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Monday, March 17, 2014

Book Review: The Secret River - Provocative and Illuminating

The Secret River (2006) by Orange Prize-winning author Kate Grenville is a provocative novel of the settlement of New South Wales by exiled British criminals. It is the illuminating story of husband, father and petty thief William Thornhill and the path he followed from the utter poverty of the slums of London to prison and finally freedom. When he sentenced to death for stealing some lumber his sentence of death is commuted to transportation to Australia with his pregnant wife, Sal, and a flock of children. 

Thornhill leads a life of convict servitude, the fate of all those transported to the new British colony, and gradually works his way through the penal system until he transforms himself into a trader on the Hawkesbury River. He regularly sails by an appealing piece of virgin soil and when he gains his freedom he and his family move onto the land, raise another rude hut and begin to cultivate corn.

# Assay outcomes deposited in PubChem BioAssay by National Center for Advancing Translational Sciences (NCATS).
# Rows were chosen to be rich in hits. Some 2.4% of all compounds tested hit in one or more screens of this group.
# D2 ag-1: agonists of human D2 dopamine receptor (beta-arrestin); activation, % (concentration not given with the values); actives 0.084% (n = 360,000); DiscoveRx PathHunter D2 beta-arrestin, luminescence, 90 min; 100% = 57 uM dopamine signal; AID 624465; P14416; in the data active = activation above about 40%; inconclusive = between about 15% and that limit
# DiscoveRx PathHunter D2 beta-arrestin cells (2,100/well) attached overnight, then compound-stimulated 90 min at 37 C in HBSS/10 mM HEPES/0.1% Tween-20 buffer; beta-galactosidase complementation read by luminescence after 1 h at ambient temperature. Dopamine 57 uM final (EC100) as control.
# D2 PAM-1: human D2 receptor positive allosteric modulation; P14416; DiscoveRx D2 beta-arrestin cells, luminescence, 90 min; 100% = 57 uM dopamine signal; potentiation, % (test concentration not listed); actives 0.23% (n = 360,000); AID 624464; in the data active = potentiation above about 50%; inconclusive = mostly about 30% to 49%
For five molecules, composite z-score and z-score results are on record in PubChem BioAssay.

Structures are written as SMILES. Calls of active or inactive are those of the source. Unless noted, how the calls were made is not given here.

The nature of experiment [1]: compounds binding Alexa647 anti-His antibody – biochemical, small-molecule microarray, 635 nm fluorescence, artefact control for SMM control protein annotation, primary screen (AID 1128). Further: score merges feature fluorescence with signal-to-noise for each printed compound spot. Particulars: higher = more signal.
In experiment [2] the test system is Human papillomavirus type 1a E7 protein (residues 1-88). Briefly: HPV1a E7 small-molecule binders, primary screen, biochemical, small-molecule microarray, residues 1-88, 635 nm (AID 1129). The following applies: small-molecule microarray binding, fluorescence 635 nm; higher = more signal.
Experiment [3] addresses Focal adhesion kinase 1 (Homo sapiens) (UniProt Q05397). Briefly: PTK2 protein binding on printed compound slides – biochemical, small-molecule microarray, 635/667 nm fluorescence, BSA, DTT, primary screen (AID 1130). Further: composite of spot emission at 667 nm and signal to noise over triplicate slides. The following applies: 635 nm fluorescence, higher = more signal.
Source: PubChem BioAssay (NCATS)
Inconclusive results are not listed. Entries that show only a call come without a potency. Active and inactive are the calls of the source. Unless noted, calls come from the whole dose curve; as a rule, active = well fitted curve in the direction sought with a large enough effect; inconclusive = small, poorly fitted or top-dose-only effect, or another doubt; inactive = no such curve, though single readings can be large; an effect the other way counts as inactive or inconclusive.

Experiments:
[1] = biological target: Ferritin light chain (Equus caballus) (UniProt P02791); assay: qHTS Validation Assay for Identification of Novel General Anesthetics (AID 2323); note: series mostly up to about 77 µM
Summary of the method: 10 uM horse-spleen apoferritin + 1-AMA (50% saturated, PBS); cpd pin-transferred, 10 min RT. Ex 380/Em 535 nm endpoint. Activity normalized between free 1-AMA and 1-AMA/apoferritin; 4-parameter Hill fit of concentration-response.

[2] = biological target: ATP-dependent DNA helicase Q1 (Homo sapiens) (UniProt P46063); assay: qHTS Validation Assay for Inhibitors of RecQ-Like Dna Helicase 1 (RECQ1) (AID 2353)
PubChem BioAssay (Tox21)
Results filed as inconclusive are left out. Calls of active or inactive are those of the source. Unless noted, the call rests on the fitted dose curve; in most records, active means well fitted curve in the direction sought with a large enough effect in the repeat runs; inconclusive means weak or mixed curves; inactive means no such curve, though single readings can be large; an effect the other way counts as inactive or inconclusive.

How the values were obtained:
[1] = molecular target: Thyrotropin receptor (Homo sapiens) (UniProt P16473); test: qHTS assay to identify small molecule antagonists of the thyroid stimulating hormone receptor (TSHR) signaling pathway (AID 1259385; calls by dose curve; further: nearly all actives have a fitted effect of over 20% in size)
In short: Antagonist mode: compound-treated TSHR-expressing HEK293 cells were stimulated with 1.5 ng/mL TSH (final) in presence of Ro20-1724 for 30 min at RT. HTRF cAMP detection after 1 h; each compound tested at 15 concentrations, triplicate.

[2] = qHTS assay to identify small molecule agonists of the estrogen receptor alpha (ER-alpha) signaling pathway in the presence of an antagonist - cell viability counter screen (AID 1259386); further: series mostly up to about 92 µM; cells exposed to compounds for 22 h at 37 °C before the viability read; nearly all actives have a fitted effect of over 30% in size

But he soon realizes the British are not the first people to settle in New South Wales and he and his family forge a tenuous coexistence with a small band of Aborigines camping nearby. The uneasy relationship is shattered by violence by other settlers on the river and Thornhill is drawn into the storm against his will.
Review by Peter Critchley of the Vernon Branch

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